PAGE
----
Hofer’s Menstrual Cup Causes Online Firestorm

The company’s social media team triumphs over a wave of angry male-user comments.

A Hofer Facebook post promoting Menstrual Cups late last month sparked a surprising amount of negative comments from online users. So, let’s talk about it.

“Gross” and “makes me want to throw up”  are only some of the remarks left under the post promoting the new Olivia cup for €8.99 on a pink background – no triggering blood stains or nudity in sight – but apparently the cup itself was enough to stir up a variety of emotions.

Hofer’s social media team welcomed the hype, seeing this as an opportunity to educate online trolls, consisting mostly of male users. “The first patent for the cup was filed in 1937, and it has been known to be a sustainable alternative for 82 years” says the comment, which quickly gained likes and support for the social media team under fire.

“Respect for the Hofer-Social Media Team. I couldn’t have remained so factual to all these comments. Women menstruate and that’s a fact, if they didn’t, none of you would exist!” says one comment.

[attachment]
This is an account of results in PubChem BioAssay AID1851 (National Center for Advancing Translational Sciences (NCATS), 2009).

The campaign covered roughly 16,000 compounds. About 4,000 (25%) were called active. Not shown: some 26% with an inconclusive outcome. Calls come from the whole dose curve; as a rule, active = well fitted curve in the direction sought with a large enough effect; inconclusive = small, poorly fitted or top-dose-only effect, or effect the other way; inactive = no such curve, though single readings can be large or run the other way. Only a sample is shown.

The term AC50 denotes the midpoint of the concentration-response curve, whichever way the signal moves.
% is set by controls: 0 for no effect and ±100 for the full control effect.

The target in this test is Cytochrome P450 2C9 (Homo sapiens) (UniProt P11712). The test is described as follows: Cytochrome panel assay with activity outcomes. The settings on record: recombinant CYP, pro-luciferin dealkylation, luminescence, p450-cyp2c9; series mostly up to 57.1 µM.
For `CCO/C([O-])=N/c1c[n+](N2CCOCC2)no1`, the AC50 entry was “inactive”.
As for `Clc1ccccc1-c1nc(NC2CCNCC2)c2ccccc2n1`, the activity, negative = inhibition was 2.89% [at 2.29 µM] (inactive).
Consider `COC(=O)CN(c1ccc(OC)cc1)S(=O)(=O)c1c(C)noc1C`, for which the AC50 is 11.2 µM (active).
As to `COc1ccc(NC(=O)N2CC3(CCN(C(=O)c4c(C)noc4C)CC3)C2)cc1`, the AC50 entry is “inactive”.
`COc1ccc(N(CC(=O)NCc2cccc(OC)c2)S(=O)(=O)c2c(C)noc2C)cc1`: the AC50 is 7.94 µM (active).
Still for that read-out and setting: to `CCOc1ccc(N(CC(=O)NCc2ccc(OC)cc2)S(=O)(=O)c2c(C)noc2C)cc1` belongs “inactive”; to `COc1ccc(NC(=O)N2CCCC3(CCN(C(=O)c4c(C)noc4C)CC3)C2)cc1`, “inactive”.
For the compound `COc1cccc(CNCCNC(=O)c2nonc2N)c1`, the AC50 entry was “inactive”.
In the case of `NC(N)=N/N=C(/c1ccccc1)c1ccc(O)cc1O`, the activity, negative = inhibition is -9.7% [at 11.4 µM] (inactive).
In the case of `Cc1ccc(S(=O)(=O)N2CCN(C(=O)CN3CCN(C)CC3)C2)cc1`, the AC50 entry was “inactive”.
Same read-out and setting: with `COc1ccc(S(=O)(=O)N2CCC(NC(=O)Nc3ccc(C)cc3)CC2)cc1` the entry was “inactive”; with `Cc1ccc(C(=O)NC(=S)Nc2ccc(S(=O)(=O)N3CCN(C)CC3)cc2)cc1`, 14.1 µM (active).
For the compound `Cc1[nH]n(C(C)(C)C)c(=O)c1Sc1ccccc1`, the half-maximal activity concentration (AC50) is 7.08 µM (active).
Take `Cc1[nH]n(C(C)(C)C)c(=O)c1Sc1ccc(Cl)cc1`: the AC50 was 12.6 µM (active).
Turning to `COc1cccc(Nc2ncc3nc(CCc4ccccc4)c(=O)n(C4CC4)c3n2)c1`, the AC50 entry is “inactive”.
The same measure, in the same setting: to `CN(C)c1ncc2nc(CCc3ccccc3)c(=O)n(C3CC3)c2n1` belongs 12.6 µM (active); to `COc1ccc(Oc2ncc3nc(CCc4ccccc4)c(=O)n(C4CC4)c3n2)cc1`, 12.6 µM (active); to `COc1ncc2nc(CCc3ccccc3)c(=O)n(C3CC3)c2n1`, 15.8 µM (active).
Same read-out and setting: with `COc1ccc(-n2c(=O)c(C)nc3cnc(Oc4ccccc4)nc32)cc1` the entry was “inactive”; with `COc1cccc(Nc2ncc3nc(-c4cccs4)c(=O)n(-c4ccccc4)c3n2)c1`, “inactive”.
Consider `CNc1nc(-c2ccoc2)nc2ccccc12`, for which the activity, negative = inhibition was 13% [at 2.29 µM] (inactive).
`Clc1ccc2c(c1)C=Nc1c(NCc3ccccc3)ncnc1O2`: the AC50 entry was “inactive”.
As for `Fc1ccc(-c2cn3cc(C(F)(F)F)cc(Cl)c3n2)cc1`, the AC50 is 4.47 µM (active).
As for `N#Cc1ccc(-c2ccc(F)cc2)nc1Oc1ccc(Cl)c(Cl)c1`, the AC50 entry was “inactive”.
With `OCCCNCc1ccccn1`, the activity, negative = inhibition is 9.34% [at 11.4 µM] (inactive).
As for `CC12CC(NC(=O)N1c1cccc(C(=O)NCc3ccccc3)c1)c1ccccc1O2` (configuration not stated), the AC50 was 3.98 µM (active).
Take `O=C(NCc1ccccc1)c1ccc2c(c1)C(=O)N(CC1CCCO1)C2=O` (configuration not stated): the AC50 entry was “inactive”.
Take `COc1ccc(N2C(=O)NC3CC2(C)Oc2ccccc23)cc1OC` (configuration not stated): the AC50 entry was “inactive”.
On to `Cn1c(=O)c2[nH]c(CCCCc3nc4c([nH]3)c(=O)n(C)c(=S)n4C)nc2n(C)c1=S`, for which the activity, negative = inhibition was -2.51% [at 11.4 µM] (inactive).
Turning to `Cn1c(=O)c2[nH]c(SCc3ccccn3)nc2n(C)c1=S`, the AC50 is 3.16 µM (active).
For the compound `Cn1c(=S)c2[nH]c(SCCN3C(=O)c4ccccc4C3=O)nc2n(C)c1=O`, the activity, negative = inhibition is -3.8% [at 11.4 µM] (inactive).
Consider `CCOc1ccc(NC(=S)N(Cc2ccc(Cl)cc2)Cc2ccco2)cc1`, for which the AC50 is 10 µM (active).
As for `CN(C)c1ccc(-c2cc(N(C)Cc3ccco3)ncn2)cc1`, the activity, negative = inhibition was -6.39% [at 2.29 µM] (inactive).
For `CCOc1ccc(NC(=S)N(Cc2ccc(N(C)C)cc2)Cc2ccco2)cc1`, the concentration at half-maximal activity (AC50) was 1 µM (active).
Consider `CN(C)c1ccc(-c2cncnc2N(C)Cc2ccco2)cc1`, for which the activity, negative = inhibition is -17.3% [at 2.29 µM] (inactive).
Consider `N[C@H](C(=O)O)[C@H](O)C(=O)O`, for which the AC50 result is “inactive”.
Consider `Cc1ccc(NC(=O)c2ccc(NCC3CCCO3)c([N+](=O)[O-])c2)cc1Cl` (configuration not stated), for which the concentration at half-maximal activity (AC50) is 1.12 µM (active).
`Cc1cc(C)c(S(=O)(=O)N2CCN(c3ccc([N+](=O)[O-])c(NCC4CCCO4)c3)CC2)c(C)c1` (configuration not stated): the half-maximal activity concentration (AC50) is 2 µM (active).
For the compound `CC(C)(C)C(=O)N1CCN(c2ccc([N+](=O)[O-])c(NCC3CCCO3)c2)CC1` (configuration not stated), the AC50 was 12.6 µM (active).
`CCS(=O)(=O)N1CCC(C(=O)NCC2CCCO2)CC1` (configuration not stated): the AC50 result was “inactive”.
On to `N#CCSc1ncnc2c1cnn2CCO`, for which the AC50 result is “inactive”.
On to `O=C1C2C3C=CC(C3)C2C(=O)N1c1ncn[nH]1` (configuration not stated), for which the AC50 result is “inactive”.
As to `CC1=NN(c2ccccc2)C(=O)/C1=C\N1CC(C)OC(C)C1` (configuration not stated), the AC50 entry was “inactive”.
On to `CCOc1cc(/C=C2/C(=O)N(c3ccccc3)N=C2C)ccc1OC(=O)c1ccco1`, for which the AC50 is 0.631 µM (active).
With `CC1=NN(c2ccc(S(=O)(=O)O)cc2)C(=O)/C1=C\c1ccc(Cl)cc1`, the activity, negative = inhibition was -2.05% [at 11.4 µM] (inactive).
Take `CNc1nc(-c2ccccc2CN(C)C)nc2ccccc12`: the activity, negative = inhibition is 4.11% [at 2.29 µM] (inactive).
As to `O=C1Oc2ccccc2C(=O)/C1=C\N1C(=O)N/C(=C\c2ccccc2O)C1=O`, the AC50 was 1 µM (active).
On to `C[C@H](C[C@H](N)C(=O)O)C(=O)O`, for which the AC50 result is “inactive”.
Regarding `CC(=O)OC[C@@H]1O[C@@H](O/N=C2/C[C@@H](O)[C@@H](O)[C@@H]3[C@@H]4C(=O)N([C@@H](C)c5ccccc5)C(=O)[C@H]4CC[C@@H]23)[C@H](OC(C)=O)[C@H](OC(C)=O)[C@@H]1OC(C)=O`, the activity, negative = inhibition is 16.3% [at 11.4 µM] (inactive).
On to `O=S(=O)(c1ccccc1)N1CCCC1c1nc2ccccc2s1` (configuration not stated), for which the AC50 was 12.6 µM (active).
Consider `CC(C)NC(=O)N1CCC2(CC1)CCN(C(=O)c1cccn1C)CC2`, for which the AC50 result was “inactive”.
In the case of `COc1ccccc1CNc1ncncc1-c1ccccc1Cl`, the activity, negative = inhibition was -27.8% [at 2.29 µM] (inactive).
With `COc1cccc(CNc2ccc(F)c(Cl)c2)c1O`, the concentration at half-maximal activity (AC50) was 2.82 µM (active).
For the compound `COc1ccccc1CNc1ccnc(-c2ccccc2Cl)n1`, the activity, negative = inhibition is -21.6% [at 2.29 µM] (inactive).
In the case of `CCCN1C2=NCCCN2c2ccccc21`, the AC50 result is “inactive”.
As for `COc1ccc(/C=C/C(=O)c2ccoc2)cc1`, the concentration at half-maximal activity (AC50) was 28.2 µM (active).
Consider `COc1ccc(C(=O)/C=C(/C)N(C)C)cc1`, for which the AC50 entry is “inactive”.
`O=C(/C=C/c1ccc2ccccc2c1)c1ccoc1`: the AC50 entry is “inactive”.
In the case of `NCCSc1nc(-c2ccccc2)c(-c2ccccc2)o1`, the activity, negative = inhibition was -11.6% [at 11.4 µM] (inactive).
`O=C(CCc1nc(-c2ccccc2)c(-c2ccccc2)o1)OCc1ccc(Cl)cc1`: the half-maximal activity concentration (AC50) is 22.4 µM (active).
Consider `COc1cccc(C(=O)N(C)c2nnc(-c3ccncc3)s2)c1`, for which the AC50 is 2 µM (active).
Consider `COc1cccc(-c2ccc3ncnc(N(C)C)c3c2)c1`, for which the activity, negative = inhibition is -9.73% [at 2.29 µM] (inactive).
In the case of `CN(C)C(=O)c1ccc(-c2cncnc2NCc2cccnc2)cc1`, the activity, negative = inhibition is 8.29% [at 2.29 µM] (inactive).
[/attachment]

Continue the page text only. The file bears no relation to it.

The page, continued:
With more than 1,700 comments, the ad and its reactions show just how little progress has been made to educate the public about the female menstrual cycle, with some confused users, including women, commenting “what exactly is this product supposed to be?”.

This incident demonstrated that the female cycle remains taboo, and may be an important wake up call: Researchers from the Medical Research Council and the Department for International Development recently confirmed menstrual cups were just as reliable as tampons, and are significantly better for the environment. On top of its eco-friendly benefits, a Lancet study finds that 70% of the women using the cups wish to continue, as it is reusable (for as long as 10 years) and is notably cheaper than other feminine hygiene products.

Normalizing the discussion on women’s periods and the related products has the potential of lowering the unfair pressure on women to cut out single-use plastics, as tampon applicators and a variety of basic products women consume contain ecologically harmful materials while the market is simply too slow to offer alternatives.

But perhaps saving the planet one cup at a time is too big of a task, and we can strive for more immediate results from such online incidents; making the internet a more respectful space.

 

Eden Vered
Born in Israel in 1995, Eden grew up in Japan and worked as a classical violinist until joining Metropole as social media Assistant and journalist.

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